The confinement experience could turn brutal for those forced to live with relatives who would not tolerate a member of the family living their sexual orientation openly as a young adult. Here are stories from urban and rural India.

At a Rainbow pride walk in Kolkata, India

Sreemanti Sengupta

Abhijith had been working as a radio jockey in the southern Indian city of Thiruvananthapuram when the COVID-19 pandemic hit in March, 2020. When the government imposed a nationwide lockdown, Abhijith returned to the rural Pathanamthitta district , where his parents live with an extended family, including uncles, cousins and grandparents.

Eighteen months later, he recalled that the experience was "unbearable" because he had to live with homophobic relatives. "Apart from the frequent reference to my sexual 'abnormality', they took me to a guruji to 'cure' me," Abhijith recalled. "He gave me something to eat, which made me throw up. The guru assured me that I was throwing up whatever 'demon' was possessing me and 'making' me gay."


Early in 2021, Abhijith travelled back to Thiruvananthapuram, where he found support from the members of the queer collective.

Inspired by their work, he also decided to work towards uplifting the queer community. "I wish no one else goes through the mental trauma I have endured," said Abhijit.

Abhijith's story of mental distress arising from family abuse turns out to be all too common among members of India's LGBTQ+ community, many of whom were trapped in their homes and removed from peer support groups during the pandemic.

Oppressive home situations

As India continues to reel from a pandemic that has claimed more lives (235,524) in three months of the second wave (April-June 2021) than in the one year before that (162,960 deaths in March 2020-March 2021), the LGBTQ community has faced myriad problems. Sexual minorities have historically suffered from mainstream prejudice and the pandemic has aggravated socio-economic inequalities, instigated family and institutionalized abuse, apart from limiting access to essential care. This has resulted in acute mental distress which has overwhelmed queer support infrastructure across the country.

Speaking to queer collective representatives across India, I learned that the heightened levels of distress in the community was due to longstanding factors that were triggered under lockdown conditions. Family members who are intolerant of marginalized sexual identities, often tagging their orientation as a "disorder" or "just a phase", have always featured among the main perpetrators of subtle and overt forms of violence towards queer, trans and homosexual people.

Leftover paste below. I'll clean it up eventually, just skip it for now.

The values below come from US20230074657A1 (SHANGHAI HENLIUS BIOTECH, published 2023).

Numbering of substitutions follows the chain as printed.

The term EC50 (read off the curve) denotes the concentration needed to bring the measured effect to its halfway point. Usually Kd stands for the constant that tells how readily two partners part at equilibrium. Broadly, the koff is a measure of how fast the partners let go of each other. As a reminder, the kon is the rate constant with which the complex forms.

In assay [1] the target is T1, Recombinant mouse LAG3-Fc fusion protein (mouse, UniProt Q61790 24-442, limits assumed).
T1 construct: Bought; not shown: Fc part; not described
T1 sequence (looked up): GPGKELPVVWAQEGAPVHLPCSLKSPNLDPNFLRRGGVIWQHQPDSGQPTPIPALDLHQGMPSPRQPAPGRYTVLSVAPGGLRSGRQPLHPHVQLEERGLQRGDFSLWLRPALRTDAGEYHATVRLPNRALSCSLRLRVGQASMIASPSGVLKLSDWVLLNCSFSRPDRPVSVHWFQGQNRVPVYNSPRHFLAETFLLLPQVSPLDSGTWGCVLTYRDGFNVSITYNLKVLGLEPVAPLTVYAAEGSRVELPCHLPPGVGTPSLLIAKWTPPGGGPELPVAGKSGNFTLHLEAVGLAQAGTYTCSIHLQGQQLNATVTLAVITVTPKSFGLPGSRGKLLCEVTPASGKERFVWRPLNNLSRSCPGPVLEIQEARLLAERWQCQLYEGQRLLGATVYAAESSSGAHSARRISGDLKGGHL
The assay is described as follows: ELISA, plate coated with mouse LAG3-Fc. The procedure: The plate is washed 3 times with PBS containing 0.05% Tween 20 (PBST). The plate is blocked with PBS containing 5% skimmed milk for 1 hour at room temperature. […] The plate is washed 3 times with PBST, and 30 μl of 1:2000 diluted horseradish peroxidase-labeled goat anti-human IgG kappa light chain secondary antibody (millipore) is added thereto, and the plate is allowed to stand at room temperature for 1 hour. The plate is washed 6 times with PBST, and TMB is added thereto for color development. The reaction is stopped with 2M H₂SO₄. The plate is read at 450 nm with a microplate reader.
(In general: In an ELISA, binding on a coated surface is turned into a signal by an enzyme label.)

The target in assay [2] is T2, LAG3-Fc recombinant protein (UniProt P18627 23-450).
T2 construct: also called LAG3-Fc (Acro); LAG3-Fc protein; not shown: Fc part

Calls from lesbians and trans men to prevent forced marriages during lockdowns.

Sappho For Equality, a Kolkata-based feminist organization that works for the rights of sexually marginalized women and trans men, recorded a similar trend. Early in the first wave, the organization realized that the existing helpline number was getting overwhelmed with distress calls. It added a second helpline number. The comparative figures indicate a 13-fold jump in numbers: from 290 calls in April 2019-March 20 to 3,940 calls in April 2020-May 2021.

"Most of the calls we have been getting from lesbians and trans men are urgent appeals to prevent forced marriages during lockdowns," said Shreosi, a Sappho member and peer support provider. "If they happen to resist, they are either evicted or forced to flee home. But where to house them? There aren't so many shelters, and ours is at full capacity."

Shreosi says that the nature of distress calls has also changed. "Earlier people would call in for long-term help, such as professional mental health support. But during the pandemic, it has changed to immediate requests to rescue from oppressive home situations. Often, they will speak in whispers so that the parents can't hear."

Lack of spaces

Like many of his fellow queer community members, life for Sumit P., a 30-year-old gay man from Mumbai, has taken a turn for the worse. The lockdown has led to the loss of safe spaces and prolonged residence at home.

"It has been a really difficult time since the beginning of the lockdown. I am suffering from a lot of mental stress since I cannot freely express myself at home. Even while making a call, I have to check my surroundings to see if anybody is there. If I try to go out, my family demands an explanation. I feel suffocated," he said.

The pandemic has forced some queer people to come out